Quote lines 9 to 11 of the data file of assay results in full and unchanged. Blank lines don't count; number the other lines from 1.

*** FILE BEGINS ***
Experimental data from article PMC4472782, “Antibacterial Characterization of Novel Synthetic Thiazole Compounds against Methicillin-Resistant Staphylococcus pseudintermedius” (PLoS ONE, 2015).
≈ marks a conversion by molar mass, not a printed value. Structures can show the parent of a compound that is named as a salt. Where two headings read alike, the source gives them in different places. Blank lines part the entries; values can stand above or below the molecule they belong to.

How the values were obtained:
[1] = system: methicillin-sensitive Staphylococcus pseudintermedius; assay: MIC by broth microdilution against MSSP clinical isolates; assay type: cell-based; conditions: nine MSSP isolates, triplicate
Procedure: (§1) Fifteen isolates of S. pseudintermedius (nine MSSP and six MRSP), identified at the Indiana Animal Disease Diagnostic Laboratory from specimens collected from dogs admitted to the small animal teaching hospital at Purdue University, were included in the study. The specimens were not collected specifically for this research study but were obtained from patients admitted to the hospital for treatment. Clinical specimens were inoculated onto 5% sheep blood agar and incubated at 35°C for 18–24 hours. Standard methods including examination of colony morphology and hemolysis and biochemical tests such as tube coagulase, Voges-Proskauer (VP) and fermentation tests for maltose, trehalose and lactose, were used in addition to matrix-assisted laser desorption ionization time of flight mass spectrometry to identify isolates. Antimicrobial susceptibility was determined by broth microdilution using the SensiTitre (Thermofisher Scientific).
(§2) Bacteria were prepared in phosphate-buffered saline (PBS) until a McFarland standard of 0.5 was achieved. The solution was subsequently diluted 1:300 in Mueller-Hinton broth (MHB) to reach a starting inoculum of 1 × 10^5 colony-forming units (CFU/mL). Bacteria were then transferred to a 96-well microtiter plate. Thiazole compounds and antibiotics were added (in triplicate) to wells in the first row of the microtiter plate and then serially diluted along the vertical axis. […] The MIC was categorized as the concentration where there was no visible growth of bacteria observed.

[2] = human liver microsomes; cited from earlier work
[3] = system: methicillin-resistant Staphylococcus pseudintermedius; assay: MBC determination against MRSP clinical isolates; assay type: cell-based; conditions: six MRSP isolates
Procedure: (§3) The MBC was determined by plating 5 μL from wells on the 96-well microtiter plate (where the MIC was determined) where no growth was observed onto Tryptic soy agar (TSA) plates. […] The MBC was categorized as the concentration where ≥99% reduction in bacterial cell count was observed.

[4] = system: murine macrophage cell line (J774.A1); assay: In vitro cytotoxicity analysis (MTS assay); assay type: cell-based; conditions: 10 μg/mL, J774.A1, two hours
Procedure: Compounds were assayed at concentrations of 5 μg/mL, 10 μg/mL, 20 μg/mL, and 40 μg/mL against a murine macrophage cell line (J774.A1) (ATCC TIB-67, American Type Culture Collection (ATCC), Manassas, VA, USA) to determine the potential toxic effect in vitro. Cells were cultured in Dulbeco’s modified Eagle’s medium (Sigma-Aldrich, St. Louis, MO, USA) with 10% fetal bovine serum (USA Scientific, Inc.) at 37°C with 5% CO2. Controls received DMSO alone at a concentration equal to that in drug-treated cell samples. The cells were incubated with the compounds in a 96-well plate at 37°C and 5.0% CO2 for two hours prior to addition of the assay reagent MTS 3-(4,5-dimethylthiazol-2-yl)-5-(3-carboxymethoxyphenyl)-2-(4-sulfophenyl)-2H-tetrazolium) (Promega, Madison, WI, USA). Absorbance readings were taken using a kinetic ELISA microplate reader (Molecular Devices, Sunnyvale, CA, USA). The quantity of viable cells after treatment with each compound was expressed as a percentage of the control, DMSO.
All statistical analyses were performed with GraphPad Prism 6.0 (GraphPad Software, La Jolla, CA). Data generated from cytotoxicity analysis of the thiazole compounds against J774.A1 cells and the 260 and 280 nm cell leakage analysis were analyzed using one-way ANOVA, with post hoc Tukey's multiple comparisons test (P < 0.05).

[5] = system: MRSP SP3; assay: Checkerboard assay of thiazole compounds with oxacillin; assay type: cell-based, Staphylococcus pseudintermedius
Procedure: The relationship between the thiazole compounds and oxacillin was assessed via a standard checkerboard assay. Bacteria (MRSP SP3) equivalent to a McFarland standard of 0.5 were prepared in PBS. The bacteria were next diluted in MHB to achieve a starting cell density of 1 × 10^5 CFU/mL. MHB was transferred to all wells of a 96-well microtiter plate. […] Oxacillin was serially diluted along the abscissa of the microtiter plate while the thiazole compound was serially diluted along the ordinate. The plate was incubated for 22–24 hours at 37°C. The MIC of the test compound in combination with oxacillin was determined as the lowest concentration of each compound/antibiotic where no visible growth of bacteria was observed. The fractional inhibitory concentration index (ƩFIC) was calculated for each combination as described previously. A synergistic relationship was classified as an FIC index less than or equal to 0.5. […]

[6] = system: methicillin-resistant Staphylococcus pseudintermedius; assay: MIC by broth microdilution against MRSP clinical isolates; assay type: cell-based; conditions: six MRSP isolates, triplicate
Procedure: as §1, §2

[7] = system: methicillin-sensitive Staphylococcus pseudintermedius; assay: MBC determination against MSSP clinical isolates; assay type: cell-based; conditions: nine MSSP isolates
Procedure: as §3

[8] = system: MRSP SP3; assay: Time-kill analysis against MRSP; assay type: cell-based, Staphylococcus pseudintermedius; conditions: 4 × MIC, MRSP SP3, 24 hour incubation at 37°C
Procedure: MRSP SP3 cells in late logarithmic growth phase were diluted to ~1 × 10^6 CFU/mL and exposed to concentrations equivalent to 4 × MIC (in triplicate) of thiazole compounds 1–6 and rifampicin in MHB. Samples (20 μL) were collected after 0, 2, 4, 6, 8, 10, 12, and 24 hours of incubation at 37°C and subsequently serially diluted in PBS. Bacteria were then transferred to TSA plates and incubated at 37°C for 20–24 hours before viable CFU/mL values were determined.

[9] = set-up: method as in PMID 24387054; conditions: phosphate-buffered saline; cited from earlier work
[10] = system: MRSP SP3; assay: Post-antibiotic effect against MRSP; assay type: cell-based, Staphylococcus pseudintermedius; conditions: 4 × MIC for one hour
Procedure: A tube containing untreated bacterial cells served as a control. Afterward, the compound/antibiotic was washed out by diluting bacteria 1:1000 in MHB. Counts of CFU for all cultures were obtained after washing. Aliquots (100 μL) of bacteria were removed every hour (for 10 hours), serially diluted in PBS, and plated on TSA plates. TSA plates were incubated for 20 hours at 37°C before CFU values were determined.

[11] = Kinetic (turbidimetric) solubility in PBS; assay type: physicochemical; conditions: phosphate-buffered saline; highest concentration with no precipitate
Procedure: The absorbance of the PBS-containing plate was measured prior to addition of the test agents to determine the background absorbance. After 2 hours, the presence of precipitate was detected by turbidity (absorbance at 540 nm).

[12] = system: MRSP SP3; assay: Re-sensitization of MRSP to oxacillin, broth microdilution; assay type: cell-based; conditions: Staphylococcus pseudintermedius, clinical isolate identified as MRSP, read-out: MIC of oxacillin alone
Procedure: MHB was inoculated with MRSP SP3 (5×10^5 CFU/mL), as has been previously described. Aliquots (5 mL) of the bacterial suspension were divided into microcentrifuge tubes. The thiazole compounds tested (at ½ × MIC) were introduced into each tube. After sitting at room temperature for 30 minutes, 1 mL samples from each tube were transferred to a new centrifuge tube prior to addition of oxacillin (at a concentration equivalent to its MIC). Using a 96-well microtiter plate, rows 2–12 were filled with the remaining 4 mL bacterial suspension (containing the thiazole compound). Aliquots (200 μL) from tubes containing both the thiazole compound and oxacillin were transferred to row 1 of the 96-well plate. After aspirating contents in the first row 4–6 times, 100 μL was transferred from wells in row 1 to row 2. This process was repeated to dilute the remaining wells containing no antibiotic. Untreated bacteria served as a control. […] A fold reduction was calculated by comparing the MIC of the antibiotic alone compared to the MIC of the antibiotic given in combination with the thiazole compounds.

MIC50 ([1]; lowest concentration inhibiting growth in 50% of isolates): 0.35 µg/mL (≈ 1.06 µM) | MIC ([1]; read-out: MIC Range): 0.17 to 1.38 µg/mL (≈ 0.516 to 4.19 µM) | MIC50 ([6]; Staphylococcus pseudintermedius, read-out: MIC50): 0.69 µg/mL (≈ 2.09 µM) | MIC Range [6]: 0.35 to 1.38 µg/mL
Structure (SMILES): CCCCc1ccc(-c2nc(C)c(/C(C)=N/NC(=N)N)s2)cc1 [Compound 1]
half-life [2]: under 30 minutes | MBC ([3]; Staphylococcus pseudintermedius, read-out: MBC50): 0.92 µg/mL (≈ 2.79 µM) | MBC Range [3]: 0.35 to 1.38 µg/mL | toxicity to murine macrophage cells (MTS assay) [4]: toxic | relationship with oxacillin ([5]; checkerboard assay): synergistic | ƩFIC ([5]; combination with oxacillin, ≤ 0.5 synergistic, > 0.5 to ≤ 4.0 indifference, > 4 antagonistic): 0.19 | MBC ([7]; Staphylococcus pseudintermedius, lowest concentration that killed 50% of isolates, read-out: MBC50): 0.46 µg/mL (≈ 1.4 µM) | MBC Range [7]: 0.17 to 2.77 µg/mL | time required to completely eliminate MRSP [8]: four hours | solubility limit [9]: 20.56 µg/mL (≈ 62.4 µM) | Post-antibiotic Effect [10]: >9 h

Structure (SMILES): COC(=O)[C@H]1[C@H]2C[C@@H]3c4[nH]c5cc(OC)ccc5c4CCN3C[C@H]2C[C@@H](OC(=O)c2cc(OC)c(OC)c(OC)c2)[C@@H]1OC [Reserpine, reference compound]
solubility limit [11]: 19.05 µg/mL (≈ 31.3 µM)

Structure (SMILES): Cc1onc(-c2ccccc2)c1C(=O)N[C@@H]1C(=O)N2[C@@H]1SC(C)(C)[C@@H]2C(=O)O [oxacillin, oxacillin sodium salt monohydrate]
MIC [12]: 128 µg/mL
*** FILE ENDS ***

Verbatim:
Procedure: (§3) The MBC was determined by plating 5 μL from wells on the 96-well microtiter plate (where the MIC was determined) where no growth was observed onto Tryptic soy agar (TSA) plates. […] The MBC was categorized as the concentration where ≥99% reduction in bacterial cell count was observed.

[4] = system: murine macrophage cell line (J774.A1); assay: In vitro cytotoxicity analysis (MTS assay); assay type: cell-based; conditions: 10 μg/mL, J774.A1, two hours
Procedure: Compounds were assayed at concentrations of 5 μg/mL, 10 μg/mL, 20 μg/mL, and 40 μg/mL against a murine macrophage cell line (J774.A1) (ATCC TIB-67, American Type Culture Collection (ATCC), Manassas, VA, USA) to determine the potential toxic effect in vitro. Cells were cultured in Dulbeco’s modified Eagle’s medium (Sigma-Aldrich, St. Louis, MO, USA) with 10% fetal bovine serum (USA Scientific, Inc.) at 37°C with 5% CO2. Controls received DMSO alone at a concentration equal to that in drug-treated cell samples. The cells were incubated with the compounds in a 96-well plate at 37°C and 5.0% CO2 for two hours prior to addition of the assay reagent MTS 3-(4,5-dimethylthiazol-2-yl)-5-(3-carboxymethoxyphenyl)-2-(4-sulfophenyl)-2H-tetrazolium) (Promega, Madison, WI, USA). Absorbance readings were taken using a kinetic ELISA microplate reader (Molecular Devices, Sunnyvale, CA, USA). The quantity of viable cells after treatment with each compound was expressed as a percentage of the control, DMSO.